Care of Andrea Gourgy

We’re in the throes of rhubarb season here in Ontario, where fresh rhubarb is available anywhere from January through June. And it’s well worth getting better acquainted with rhubarb this season—it’s a good source of potassium, vitamin C and calcium, and contains only 27 calories per one-cup serving.
But long before rhubarb became a staple in our pies, cakes and muffins, it was actually used as a medicinal ingredient. It is one of the most common plants used in Chinese medicine, and is said to balance the digestive system, neutralize stomach acid and relieve constipation.  A little more than 200 years ago, rhubarb finally made its way from the medicine cabinet to the kitchen, and people began to look forward to eating rhubarb at a time of year when most produce was not in season yet.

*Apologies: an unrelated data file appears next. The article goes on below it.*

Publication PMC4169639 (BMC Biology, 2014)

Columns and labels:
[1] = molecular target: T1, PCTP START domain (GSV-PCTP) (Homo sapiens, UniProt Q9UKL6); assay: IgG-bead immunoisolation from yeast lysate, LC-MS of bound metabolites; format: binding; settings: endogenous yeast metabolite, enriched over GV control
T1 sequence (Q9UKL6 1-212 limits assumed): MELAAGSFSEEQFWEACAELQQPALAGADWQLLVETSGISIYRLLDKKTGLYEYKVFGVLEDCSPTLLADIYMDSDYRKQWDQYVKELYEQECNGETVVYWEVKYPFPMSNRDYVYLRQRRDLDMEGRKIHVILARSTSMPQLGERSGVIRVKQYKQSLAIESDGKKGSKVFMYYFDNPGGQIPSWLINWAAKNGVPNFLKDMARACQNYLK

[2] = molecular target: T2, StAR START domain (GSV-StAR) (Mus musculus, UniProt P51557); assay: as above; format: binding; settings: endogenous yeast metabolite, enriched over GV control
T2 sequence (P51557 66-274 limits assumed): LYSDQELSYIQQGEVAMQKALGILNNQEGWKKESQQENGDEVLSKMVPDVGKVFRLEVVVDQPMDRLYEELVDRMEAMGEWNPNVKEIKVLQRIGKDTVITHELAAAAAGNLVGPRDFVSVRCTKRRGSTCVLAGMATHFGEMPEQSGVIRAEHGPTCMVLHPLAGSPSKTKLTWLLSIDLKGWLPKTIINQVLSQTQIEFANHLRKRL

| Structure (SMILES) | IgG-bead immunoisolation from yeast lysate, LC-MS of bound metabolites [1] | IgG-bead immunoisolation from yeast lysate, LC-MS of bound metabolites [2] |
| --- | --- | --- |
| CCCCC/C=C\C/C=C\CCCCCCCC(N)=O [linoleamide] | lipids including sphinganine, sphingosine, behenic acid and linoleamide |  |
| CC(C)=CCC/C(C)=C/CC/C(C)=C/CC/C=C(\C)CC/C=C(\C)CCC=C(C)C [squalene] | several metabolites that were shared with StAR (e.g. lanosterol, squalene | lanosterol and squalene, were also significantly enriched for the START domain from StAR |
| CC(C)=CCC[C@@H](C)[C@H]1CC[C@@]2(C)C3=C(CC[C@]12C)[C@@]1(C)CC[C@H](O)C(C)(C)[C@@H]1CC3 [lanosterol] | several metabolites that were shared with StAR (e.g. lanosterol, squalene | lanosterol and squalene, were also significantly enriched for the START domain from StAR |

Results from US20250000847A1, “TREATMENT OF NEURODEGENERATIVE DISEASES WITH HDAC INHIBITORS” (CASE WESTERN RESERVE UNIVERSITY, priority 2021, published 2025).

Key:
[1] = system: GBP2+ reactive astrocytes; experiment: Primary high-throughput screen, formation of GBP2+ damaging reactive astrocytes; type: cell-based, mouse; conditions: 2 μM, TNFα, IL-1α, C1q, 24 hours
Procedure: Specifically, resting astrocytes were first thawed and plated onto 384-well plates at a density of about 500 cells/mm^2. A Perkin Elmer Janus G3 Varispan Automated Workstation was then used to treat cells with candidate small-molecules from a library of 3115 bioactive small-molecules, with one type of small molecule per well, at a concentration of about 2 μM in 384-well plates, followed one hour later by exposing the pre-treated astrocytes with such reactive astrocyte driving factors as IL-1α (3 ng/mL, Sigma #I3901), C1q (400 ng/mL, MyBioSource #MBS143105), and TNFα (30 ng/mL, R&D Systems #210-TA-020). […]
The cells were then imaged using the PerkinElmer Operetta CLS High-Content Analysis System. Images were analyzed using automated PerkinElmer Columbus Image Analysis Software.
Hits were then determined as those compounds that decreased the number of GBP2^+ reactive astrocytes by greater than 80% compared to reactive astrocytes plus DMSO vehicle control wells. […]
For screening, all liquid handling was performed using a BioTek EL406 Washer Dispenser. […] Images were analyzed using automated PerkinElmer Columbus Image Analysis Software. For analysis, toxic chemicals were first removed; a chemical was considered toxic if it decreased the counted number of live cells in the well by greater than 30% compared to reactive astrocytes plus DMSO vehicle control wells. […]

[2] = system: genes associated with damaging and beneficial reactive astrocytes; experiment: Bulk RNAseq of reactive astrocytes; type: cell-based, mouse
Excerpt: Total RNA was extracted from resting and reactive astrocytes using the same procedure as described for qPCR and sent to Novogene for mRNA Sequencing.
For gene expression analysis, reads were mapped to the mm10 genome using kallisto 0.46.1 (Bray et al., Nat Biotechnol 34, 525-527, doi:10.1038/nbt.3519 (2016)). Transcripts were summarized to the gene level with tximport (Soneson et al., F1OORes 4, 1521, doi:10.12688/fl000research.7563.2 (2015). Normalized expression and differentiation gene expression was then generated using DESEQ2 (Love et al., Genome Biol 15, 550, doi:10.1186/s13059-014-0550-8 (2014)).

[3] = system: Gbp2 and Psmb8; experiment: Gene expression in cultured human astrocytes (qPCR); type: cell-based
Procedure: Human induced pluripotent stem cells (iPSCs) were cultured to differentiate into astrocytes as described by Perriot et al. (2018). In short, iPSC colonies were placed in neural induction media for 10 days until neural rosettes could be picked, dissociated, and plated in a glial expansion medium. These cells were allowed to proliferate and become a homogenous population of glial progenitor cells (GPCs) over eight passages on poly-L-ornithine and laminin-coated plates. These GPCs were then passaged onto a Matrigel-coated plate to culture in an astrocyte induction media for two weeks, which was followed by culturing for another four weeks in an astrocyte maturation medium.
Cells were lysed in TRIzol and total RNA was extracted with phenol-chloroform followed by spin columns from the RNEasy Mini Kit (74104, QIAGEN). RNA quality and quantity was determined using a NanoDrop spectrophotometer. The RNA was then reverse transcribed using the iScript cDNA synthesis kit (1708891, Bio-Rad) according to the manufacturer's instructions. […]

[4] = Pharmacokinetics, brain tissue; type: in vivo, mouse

When choosing rhubarb, look for a bright colour and crisp stalks. Rhubarb grown in greenhouses (“hothouse” rhubarb) tends to have a pink or light reddish colour and is milder in taste. Field-grown rhubarb tends to have a deeper red colour and a stronger flavour; field-grown rhubarb also tends to be a bit stringier and may require peeling. Rhubarb should be stored in the fridge. Before using, trim off any blemished areas and always remember to remove the leaves—rhubarb leaves contain oxalic acid which can be toxic if eaten. Since rhubarb is naturally quite tart, you’ll find that it is usually sweetened in recipes and often paired with other sweet fruits, such as strawberries, as in the sorbet recipe below.